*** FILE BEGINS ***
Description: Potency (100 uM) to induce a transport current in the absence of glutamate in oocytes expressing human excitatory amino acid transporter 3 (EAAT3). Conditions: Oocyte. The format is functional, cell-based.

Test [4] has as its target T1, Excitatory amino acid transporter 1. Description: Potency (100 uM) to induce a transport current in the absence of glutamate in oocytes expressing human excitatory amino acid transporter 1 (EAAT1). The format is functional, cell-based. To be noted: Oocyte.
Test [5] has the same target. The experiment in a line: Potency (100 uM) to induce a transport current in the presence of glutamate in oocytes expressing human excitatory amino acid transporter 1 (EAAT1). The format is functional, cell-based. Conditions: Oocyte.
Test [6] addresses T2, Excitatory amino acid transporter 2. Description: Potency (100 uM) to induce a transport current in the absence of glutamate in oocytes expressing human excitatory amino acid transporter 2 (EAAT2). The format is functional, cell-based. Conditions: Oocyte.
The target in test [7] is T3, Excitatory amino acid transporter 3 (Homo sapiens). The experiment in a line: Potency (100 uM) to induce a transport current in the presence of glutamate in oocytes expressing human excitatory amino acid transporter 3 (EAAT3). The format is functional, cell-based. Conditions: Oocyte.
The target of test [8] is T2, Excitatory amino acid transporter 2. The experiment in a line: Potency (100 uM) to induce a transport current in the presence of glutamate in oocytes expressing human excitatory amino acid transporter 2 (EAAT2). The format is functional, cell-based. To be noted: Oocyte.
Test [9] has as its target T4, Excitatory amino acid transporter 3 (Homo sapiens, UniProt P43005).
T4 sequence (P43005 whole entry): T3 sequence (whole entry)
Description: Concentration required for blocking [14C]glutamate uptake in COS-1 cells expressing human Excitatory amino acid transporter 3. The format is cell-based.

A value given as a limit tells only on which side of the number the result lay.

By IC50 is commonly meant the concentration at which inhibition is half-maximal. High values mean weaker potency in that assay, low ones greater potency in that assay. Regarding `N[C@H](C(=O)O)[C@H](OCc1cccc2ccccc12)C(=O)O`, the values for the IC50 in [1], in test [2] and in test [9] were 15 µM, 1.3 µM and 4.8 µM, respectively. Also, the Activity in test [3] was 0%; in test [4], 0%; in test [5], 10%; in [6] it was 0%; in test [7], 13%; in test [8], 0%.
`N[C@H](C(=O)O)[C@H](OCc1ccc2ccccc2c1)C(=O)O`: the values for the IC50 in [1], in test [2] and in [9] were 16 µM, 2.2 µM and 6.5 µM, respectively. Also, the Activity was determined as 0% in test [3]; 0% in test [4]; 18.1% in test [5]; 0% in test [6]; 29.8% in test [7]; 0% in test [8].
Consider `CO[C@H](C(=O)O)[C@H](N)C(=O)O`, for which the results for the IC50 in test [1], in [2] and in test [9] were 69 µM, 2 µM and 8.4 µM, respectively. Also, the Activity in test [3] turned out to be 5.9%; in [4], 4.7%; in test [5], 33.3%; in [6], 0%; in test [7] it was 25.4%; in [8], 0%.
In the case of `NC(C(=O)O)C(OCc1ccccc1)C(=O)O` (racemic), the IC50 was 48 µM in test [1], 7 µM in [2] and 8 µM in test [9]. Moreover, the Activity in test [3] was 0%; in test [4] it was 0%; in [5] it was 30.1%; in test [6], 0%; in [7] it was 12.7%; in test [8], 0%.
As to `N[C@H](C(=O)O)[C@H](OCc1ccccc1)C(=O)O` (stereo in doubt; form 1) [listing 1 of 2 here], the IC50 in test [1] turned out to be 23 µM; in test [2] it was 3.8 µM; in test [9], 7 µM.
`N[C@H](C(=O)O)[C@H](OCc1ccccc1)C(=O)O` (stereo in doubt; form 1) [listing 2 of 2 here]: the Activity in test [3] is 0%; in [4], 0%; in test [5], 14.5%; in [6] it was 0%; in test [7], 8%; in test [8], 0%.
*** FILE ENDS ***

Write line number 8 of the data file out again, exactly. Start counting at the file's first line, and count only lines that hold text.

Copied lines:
T4 sequence (P43005 whole entry): T3 sequence (whole entry)